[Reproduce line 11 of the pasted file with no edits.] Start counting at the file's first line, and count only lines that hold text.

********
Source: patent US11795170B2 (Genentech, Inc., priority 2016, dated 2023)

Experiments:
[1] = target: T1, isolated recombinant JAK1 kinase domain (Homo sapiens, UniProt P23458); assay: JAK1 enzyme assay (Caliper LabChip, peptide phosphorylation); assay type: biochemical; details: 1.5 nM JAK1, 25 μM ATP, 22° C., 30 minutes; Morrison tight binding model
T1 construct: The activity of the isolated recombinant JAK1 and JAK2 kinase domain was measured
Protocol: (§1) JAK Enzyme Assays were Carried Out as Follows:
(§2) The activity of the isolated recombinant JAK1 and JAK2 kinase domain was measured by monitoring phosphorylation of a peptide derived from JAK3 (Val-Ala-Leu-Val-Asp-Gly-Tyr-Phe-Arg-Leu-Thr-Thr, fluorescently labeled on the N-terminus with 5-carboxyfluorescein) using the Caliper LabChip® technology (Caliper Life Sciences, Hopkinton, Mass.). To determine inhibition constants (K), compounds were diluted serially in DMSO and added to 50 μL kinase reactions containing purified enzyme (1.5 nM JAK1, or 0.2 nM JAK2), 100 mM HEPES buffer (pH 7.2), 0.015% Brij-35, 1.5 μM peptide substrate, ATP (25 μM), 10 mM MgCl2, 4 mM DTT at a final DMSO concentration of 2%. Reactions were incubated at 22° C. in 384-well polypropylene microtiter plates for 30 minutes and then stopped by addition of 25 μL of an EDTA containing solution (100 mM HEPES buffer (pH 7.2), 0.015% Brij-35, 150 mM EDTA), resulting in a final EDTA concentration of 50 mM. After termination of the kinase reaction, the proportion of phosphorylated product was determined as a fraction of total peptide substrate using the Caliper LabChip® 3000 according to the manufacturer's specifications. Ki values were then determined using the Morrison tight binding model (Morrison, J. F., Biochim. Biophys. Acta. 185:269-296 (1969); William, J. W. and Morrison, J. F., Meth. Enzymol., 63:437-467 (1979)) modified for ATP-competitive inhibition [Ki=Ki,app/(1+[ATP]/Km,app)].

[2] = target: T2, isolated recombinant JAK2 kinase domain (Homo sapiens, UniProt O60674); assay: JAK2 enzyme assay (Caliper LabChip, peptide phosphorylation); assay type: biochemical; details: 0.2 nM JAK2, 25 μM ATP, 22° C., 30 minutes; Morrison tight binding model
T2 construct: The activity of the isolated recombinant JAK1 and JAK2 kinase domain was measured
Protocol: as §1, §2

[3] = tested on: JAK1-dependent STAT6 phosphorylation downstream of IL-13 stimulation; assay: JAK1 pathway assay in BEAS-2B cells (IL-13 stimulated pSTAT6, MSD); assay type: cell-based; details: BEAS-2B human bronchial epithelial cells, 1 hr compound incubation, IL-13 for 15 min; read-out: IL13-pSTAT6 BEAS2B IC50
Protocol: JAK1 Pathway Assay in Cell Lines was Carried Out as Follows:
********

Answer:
Protocol: JAK1 Pathway Assay in Cell Lines was Carried Out as Follows: